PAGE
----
“But more importantly, the strict enforcement of laws against the use of ethnically or religiously charged rhetoric, and a raft of laws that criminalize divisive attitudes and behaviour. We also must do the hard work of providing and implementing a framework for fair, just, and unifying dealings amongst our people.”
He also observed that people do not suddenly start hating each other during elections.
“While political actors may invoke ethnic or sectional sentiments in an election, these social and cultural antipathies exist, lurking beneath the surface. As we reflect on the takeaways from this election cycle going forward, we must also consider the prevalence of ethnic profiling and other forms of day-to-day discrimination that occur.”
Highlighting Nigeria’s uniqueness, Osinbajo noted that the country’s diversities should be harnessed for good and not for political gains and selfish motives.
“There is a recognition that sociocultural diversity while being a fact of life is neither a weapon nor a weakness. The most prosperous places are countries that have learned to harness diversity while building even more inclusive institutions.
“I believe that Nigeria is neither unique nor exceptional on account of her diversity. The genre of scholarship and public polemic that problematizes our country’s profusion of ethnicities and religions and characterizes it as a profound flaw is one with which I differ strongly. Our diversity is neither a liability nor a curse; it is, in fact, a blessing and an asset,” he said.
Osinbajo then called for a fair, just, and more inclusive society, noting that inclusion is essential to prosperity,”
“So, is it possible to conquer ethnic or religious prejudice and build a unified nation? Yes, it is, but it is a journey, not an event; and it is perhaps the most important issue in nation-building,” he further said.
The Vice President made reference to countries such as Singapore, Tanzania and Rwanda which have tackled and overcome national prejudices, noting that Nigeria can equally do the same to address the underlying challenges brought about by all forms of prejudices in our society.
According to him, “leadership has been critical in all the countries that have been relatively successful in the journey to overcoming prejudice. He highlighted particularly the conduct of the elites of these countries.
“The elites of both countries recognized that cohesion and peaceful coexistence have to be intentionally prioritized and pursued. This is the challenge of leadership in our country. Elites have a responsibility to discipline themselves in the pursuit of their political ambitions and their exercise of power to ensure that the fabric of our communities is not rent asunder.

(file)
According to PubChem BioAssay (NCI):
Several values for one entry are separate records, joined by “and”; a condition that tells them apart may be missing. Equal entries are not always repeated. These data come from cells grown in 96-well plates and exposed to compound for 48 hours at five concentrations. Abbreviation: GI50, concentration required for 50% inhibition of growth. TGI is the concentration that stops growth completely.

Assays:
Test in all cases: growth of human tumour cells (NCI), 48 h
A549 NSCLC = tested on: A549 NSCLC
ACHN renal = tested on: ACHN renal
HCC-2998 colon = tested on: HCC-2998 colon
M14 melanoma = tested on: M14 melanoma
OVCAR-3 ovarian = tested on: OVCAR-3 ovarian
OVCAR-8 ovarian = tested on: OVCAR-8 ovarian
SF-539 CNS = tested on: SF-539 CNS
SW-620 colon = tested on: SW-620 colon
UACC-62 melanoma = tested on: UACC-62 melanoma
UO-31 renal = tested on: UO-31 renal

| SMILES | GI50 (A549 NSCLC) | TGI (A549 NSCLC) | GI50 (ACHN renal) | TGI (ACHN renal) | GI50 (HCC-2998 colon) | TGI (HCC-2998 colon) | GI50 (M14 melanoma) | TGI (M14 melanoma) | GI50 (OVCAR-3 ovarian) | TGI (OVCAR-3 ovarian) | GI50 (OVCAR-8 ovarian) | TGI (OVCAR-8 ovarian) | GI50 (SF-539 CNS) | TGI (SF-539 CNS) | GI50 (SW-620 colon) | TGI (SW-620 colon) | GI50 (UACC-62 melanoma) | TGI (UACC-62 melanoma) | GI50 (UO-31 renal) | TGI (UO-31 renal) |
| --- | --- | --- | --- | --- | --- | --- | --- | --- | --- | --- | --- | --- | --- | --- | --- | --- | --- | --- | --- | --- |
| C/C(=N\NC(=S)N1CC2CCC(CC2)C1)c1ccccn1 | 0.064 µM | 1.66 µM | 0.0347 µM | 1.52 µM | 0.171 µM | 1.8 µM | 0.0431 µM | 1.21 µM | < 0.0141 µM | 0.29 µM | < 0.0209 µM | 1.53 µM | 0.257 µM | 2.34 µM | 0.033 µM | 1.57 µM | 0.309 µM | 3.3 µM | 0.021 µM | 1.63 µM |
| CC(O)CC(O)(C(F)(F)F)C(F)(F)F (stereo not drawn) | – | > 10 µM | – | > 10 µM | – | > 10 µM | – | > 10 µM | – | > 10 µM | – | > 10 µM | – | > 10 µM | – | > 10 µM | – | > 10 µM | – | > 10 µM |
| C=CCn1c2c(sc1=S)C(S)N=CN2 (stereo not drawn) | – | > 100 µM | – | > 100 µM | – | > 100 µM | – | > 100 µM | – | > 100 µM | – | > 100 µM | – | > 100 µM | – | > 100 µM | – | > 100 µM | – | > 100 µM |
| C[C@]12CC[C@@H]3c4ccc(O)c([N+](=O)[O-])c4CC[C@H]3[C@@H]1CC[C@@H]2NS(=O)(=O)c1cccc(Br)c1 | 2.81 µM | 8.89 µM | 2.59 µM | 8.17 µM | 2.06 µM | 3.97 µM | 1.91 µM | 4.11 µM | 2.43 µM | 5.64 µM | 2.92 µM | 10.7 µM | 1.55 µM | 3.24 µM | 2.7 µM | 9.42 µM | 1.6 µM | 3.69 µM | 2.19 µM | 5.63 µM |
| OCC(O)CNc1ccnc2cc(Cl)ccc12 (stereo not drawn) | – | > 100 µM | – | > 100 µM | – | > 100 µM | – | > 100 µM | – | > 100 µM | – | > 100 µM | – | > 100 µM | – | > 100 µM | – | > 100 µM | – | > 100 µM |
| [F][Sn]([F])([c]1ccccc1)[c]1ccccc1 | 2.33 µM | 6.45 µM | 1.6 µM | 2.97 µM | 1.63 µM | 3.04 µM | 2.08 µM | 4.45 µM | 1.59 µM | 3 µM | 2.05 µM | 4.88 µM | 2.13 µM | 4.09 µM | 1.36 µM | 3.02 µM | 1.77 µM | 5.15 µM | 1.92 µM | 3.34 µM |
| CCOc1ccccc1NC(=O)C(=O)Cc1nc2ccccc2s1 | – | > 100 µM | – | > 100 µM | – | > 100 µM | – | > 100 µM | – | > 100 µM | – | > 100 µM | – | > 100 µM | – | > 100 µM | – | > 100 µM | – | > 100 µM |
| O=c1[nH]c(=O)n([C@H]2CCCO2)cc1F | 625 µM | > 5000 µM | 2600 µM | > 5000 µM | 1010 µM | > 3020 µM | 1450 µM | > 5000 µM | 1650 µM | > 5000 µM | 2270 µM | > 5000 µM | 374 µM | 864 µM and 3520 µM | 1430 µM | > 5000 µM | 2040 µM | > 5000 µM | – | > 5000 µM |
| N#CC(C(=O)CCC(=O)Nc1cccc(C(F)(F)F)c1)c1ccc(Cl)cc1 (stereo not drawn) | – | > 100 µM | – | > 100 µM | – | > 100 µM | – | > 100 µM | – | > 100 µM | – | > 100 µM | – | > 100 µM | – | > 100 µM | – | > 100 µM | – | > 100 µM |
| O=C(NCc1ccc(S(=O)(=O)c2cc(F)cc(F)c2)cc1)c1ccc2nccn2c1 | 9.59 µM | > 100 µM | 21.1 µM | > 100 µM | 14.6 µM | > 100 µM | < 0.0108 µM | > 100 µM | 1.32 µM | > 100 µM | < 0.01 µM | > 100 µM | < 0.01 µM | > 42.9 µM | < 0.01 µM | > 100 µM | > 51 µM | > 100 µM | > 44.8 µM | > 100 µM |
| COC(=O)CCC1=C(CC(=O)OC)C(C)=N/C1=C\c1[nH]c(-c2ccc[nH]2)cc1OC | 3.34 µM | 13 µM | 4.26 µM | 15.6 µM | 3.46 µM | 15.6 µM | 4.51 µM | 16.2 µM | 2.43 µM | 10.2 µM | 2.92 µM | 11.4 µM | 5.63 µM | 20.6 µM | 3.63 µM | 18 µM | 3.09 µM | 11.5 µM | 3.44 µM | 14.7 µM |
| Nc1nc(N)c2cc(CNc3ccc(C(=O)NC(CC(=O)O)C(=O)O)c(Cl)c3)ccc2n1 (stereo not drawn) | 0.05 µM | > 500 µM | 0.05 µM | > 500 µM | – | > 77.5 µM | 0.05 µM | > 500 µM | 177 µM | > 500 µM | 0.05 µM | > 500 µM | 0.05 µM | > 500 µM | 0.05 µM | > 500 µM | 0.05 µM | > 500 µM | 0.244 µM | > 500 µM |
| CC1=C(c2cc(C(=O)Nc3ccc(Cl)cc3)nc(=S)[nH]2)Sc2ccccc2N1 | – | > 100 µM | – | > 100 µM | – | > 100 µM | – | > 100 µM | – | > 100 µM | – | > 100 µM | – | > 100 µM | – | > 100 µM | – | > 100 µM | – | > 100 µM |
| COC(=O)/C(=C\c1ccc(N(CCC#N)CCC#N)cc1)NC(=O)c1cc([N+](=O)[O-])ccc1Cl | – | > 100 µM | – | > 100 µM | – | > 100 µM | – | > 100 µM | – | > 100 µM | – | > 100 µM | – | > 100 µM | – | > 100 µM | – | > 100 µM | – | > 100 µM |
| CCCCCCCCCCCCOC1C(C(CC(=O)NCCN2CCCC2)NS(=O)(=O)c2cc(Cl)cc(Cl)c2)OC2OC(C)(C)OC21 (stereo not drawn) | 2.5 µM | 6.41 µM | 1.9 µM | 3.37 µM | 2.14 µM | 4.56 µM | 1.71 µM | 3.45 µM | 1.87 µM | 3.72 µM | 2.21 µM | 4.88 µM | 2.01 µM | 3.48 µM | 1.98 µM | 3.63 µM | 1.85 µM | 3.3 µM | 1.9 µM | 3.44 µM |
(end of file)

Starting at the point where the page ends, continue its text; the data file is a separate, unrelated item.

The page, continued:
“We must recognize that if peaceful coexistence is sacrificed on the altar of partisan politics, then all will be lost.”
Exploring further the nexus between a country’s diversity and shared prosperity, the Vice President observed that in the 21st century, the true wealth of nations is human capital.
“This means that places that have learned to attract and retain the most diverse pool of skilled human resources are easily winning the race for success.”
Osinbajo submitted that diversity also provides a broad range of cultural, philosophical, and intellectual approaches for solving problems.
“A state’s chances of growth will depend upon how much qualitative capital it can attract and the richer the human capital pool at its disposal, the more taxes it can harvest to fund governance and social services. In this scenario, the politics of division and tribalism will breed poverty because it can only alienate the human capital that a state desperately needs for growth.”
In proffering solutions, the Vice President noted that fairness and justice were crucial elements in moving the country forward.
Aside from the responsibility of the political elite in fostering unity, Osinbajo called on the media and civil society to act responsibly in projecting particular narratives.
“That burden is also on civil society, including and perhaps, especially the media. The media has a twofold responsibility. As an institution that is uniquely influential in shaping public perceptions and attitudes, it has to be extremely mindful of what sort of narratives it is projecting and how it frames disputes, especially in our multicultural and heterogenous contexts,” he stated.
He recalled the surgery on his right femur in July 2022, in a Nigerian hospital to buttress his point.
His words: “On the 16th of July 2022, I went in for surgery on my right femur at a hospital in Lagos. Of course, as I lay on the operating bed and I was about to be anaesthetised, a thought crossed my mind that I would be absolutely at the mercy of the surgeons, the paramedics and the anesthesiologist. I had to trust them with my life.
“One was from the South East, the head of the team was from Delta State, some were Muslims, some were Christians. In fact, I suspect one did not even believe in God. Yet it didn’t seem to matter. They were the experts.
“When we make the decisions that affect our lives and those of our children the most, somehow, we are able to ignore tribal or religious prejudices. This is the attitude we must adopt always to build the nation of our dreams,” the Vice President further said.
Deji Elumoye in Abuja